Great Ideas for your Small Business: Buy Used Office Furnishings
When i was an investigative reporter, my beat was white-collar crime. I chased after the slickest, sleaziest business criminals in the country as they defrauded investors out of millions with precious metals scams, stock frauds, and real estate schemes.
The one thing they all had in common—other than a passion for stealing money—was a passion for glitzy, opulent offices. To impress prospective victims of their schemes, they always rented expensive space on the top floor of the nicest buildings, with a spectacular city or ocean view.
My favorite con man had a reception area the size of a small apartment, with plush gray carpeting and stained glass panels. His perfectly coiffed secretary sat behind a massive cherry wood desk. His private office was about 2,000 square feet with a panoramic view of the Pacific Ocean. It was no wonder that visitors were convinced he was a legitimate commodities dealer. Only a very successful businessman would have such a fabulous office!
He’s why, to this day, I still equate fancy offices with criminal behavior. And that’s one of the reasons I urge smart business owners to outfit their offices with as much used equipment and furniture as possible.
Unless you are running an advertising or modeling agency, which depends heavily on presenting a hip image, forget about buying expensive office furniture. In my view, the funkier the office, the smarter the business owner. Think of all the money you’ll save if you rent space in a building a bit off the beaten track or in a less than desirable area—as long as it’s safe for you and your employees.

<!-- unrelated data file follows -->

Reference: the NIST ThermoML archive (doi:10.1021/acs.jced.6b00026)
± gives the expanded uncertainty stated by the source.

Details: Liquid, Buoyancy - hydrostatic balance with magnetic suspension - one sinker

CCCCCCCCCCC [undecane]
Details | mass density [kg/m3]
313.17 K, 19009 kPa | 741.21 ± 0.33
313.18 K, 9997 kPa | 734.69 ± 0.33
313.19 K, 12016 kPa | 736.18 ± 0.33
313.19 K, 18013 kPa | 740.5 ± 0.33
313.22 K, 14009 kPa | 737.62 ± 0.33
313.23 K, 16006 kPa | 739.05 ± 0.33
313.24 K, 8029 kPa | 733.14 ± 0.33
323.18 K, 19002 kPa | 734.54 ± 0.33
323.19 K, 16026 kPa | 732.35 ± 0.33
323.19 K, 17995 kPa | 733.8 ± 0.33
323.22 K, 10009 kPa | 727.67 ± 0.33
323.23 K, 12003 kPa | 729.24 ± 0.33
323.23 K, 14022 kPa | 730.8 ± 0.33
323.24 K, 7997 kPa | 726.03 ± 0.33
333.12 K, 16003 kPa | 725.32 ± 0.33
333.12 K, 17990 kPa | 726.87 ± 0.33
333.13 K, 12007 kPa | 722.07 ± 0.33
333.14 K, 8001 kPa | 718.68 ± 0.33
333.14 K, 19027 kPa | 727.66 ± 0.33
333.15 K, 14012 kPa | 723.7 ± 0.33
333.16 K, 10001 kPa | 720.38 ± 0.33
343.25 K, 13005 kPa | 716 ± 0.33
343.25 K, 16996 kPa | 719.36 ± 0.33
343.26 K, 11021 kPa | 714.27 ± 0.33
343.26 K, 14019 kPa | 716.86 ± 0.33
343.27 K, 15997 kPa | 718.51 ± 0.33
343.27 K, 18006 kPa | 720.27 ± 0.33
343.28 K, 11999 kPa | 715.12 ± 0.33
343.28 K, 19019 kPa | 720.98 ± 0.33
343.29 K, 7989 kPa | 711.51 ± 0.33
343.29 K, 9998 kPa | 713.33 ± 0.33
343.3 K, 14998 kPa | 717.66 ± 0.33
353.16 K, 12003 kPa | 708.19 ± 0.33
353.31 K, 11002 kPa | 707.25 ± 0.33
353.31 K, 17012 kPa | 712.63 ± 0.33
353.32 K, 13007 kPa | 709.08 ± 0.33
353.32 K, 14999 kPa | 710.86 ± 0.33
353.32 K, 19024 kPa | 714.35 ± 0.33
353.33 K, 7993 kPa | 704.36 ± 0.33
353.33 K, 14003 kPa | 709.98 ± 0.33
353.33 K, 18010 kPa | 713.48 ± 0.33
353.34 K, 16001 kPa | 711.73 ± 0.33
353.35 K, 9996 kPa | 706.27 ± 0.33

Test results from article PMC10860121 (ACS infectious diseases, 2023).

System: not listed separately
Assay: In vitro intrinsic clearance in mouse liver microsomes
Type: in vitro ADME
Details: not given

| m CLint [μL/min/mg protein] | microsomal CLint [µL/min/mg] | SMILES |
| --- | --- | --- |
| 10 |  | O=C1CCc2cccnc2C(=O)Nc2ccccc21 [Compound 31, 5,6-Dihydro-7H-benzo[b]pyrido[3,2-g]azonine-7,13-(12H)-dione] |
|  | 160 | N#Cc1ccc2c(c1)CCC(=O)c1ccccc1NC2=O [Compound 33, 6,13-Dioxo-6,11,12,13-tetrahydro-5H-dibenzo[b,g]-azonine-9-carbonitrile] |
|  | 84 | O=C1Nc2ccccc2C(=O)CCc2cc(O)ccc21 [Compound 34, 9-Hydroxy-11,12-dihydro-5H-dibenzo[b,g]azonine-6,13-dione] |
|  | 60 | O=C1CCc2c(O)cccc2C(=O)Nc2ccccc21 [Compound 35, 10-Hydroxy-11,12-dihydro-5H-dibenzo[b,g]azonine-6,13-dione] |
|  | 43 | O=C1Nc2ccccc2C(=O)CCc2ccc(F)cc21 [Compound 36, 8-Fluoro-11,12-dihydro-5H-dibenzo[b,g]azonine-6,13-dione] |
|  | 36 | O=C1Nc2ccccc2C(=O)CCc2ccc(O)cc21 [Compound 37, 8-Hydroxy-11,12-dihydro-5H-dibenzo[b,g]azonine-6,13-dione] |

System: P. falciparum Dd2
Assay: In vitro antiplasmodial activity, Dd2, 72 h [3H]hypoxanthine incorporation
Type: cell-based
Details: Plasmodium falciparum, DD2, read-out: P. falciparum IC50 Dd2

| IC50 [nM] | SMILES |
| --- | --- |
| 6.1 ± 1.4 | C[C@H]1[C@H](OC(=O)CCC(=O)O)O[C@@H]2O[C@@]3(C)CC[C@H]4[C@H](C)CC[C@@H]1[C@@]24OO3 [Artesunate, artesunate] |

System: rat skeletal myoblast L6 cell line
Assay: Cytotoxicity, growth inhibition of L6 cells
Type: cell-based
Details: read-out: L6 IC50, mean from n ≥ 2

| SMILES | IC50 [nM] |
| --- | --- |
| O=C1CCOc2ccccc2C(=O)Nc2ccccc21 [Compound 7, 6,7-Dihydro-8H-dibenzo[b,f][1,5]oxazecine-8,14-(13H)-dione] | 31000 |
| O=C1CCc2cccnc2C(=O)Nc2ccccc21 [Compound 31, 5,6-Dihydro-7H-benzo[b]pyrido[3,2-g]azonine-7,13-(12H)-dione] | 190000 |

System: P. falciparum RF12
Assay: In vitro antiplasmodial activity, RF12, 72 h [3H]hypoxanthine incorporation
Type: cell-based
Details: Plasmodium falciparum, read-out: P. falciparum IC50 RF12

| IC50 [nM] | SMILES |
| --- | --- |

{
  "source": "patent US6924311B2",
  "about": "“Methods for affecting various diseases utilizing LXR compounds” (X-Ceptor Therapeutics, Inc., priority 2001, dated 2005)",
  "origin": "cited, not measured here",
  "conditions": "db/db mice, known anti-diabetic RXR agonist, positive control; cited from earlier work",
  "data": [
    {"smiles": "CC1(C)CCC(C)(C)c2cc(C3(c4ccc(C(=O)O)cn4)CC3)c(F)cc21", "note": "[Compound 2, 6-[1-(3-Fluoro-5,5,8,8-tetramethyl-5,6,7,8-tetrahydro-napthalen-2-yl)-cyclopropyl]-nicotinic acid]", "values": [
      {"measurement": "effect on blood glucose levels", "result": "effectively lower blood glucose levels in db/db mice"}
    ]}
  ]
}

But before you spend a dime on furnishing your office, buy some graph paper and draw up a floor plan. Take inventory of everything you have and make a detailed list of what you need.
Then, when it’s time to buy, find the nearest used-office- furniture company. They are all over the country and offer tremendous bargains on barely used furniture. Companies going out of business are often forced to sell new or barely used desks, file cabinets, credenzas, and chairs. Another option is refurbished office equipment, which is available at a fraction of the price, but make sure it comes with a solid warranty. You should also check the classified ads for private sales.
Here are some office furniture buying tips from Steel- case, a Grand Rapids, Michigan–based firm:
- Define your furniture requirements by what your employees need to work effectively rather than by the features of a particular furniture line. Ask these questions: What kind of furniture do we need? Tables for meetings? Acoustical panels for privacy?
- Inventory all the furniture you have to avoid buying things you don’t need.
- Buy furniture for its functionality, not for image. If furniture isn’t appropriate for the way your people work, it becomes impractical.
- Consider leasing or renting furniture. This will increase your flexibility as your company grows or shrinks.
- Think about the health and safety of your employees—be sure to consider comfort and ergonomics